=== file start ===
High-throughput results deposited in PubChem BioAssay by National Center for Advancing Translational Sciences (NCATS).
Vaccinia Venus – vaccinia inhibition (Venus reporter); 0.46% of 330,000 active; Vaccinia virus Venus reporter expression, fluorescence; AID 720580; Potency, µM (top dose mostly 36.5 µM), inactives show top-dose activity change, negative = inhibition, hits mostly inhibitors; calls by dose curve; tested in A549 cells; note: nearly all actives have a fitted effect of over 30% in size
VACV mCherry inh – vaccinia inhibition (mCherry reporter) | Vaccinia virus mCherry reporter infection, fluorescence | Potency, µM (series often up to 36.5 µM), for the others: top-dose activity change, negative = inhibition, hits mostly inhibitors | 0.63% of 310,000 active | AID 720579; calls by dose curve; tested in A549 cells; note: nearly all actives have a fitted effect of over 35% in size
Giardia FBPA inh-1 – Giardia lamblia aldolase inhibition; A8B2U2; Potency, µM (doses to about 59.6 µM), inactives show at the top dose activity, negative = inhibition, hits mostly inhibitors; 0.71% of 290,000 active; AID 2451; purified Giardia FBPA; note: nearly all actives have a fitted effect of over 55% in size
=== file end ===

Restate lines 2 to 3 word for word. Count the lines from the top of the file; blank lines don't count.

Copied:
Vaccinia Venus – vaccinia inhibition (Venus reporter); 0.46% of 330,000 active; Vaccinia virus Venus reporter expression, fluorescence; AID 720580; Potency, µM (top dose mostly 36.5 µM), inactives show top-dose activity change, negative = inhibition, hits mostly inhibitors; calls by dose curve; tested in A549 cells; note: nearly all actives have a fitted effect of over 30% in size
VACV mCherry inh – vaccinia inhibition (mCherry reporter) | Vaccinia virus mCherry reporter infection, fluorescence | Potency, µM (series often up to 36.5 µM), for the others: top-dose activity change, negative = inhibition, hits mostly inhibitors | 0.63% of 310,000 active | AID 720579; calls by dose curve; tested in A549 cells; note: nearly all actives have a fitted effect of over 35% in size